Cheney '08?

There is increasing buzz that Cheney will run for president in 2008 (I will provide links later). I am a Cheney fan, but I find this unlikely if for no other reason than Bob Woodward is the source of the buzz. If he does run, I'm not sure he wins the nomination. The left has saddled him with an awful lot of innuendo, and it will drag at his feet during the run. He can overcome the innuendo and accusations amongst conservatives, but we'll be stuck in the ugly cycle of the 2004 Democrats discussing electibility.

Wednesday, August 10, 2005

Mathematicians, your guides to love

Math majors are not renowned lovers, but apparently they can create an equation to tell you the best way to win a woman's heart:
In the model, a man chooses a worthless, valuable or extravagant gift. Valuable gifts might include diamonds or appliances, expensive items that have intrinsic value in that they are useful and can fetch a good price if resold. Extravagant gifts, on the other hand, would be something like dinner at a fancy restaurant, tickets to a Broadway show or a moonlit serenade. The value of these gifts is just in the experience.

The model showed that extravagant gifts had the highest score for both men and women. In Seymour's interpretation of the results, women feel confident that they have found a strong and committed mate when they receive an extravagant gift. And men avoid gold-diggers by giving only gifts that have no intrinsic value.

If mathematicians put the same effort into actual courtship that they put into creating a mathematical model for courtship, they'd rule the world.

Blah, or Silence is Golden

August is a wonderful time to be an American. It is as though the entire nation has gone on vacation or is sitting on the stoop, melting in the sweltering heat. There is still news, but it isn't as rabidly blown out of proportion as it is during other times of the year. This is something Americans should be thankful for, unless you're a small blogger trying desperately to post 8 to 10 times a day without resorting to banal pontification. Or proving to your readers the number of $2 words you can use in a single sentence.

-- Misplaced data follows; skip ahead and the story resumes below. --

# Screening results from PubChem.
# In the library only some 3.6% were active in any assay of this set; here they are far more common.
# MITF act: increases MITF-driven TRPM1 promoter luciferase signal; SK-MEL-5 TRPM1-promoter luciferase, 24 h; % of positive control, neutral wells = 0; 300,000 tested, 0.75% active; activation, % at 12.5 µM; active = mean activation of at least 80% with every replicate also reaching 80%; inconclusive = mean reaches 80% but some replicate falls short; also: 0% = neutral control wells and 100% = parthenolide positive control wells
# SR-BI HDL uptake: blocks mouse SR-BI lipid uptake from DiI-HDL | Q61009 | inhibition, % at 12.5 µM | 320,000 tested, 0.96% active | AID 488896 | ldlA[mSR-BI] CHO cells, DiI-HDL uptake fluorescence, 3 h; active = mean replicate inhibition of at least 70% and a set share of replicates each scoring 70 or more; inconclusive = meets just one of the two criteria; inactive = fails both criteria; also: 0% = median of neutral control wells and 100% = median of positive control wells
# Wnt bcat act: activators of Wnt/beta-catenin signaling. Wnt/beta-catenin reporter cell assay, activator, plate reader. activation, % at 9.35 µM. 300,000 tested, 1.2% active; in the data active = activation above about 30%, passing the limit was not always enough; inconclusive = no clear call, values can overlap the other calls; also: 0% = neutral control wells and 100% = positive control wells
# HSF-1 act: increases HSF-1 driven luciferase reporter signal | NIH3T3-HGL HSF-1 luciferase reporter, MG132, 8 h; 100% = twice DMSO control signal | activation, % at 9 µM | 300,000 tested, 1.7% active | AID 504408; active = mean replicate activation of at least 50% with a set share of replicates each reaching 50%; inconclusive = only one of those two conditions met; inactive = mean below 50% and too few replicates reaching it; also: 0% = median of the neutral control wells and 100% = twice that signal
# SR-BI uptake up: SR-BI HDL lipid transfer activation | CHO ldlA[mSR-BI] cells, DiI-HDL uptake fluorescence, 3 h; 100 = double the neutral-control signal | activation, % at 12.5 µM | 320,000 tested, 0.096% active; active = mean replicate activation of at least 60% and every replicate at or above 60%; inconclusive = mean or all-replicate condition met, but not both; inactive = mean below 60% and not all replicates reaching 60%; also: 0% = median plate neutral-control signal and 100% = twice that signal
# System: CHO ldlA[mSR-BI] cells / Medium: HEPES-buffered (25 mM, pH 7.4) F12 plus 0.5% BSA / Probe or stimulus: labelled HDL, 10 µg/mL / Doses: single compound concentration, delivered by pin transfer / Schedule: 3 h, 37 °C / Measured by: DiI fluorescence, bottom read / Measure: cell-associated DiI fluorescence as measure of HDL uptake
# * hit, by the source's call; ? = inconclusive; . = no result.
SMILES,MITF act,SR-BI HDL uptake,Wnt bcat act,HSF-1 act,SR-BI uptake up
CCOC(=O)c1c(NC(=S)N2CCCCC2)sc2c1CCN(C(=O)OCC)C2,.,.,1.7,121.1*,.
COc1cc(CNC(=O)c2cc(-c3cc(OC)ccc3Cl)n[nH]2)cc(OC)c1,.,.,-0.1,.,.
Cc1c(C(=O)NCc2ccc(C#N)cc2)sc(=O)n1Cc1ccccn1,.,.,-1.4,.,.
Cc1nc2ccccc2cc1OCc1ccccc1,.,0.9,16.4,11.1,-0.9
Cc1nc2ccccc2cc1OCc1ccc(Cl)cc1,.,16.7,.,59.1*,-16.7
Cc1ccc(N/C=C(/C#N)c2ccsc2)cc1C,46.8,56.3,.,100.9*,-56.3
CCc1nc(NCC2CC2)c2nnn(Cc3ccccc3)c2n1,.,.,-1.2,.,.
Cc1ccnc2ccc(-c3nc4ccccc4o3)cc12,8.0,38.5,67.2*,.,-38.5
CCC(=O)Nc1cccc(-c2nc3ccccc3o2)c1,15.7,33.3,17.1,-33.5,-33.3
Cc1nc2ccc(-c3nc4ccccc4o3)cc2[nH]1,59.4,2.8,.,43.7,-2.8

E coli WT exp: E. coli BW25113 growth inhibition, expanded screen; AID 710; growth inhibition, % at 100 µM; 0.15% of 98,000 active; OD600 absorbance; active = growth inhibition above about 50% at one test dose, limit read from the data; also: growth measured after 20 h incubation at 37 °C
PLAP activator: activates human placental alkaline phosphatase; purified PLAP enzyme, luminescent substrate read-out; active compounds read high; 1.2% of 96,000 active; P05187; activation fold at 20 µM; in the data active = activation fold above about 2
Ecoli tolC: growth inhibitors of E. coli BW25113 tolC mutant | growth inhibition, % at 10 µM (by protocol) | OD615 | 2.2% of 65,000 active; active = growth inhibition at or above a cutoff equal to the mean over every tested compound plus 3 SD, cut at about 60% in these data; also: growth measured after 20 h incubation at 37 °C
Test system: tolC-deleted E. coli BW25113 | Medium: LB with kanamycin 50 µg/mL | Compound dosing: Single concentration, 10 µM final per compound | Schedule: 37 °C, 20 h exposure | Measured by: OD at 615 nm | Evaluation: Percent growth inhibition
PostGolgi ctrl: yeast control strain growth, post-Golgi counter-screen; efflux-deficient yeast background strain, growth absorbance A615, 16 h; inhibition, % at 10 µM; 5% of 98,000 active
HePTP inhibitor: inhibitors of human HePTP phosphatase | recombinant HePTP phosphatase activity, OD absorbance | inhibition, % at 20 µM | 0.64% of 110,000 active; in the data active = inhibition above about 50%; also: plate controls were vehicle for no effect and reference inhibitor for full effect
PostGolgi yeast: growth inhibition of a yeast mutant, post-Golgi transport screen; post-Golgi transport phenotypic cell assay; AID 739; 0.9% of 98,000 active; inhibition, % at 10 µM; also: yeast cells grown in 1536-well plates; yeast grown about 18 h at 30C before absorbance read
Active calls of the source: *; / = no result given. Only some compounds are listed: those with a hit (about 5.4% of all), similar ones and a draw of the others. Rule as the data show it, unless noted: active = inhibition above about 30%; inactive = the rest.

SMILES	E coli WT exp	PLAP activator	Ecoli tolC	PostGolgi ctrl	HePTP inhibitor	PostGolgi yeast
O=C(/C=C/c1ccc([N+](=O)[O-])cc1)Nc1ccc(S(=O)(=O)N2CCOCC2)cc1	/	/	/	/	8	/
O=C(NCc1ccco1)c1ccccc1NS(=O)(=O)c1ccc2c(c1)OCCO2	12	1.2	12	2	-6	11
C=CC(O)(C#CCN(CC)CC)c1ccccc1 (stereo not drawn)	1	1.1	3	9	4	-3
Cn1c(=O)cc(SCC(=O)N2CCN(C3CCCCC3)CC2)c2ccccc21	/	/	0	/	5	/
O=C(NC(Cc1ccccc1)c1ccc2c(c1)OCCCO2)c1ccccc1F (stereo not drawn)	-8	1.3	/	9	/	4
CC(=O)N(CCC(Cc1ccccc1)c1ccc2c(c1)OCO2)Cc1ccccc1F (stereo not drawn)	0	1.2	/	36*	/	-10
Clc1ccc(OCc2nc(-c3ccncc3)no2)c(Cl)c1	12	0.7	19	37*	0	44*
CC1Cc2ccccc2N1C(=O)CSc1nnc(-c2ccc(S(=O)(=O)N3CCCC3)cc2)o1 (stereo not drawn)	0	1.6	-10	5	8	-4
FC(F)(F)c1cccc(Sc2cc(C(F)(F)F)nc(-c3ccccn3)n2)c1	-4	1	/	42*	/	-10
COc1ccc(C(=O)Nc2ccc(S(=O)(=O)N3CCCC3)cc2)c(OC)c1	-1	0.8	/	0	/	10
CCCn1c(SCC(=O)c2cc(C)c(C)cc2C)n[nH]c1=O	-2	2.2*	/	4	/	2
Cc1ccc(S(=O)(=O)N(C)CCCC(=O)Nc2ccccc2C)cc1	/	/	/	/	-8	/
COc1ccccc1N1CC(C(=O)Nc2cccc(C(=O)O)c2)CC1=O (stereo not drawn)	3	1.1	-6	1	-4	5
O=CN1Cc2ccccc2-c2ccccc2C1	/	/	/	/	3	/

More proof the capitalist pig South Koreans are weak

South Korean dies after playing video games for 49 consecutive hours.

(North Korean News Service)-His excellency Kim Jong-il, beloved Supreme Leader of North Korea, once played video games for 127 consecutive hours without so much as blinking his eyes. During this time, he conquered 27 different games. Afterwards, he went for a light 26.6 mile jog, which he completed in just under 45 minutes. The South Koreans are weakened by their relationship with the hedonistic, capitalist pig United States.

(Satire. Just in case ya weren't sure)

Tough times to be a wife

The woman whose husband forgot her at a gas station should be thankful that's all he did. At least he didn't run her over:
A 75-year-old German was so shocked he had accidentally run down his wife he started forward and drove over her again, authorities said Wednesday.
If at first you don't succeed...

Click for a good cause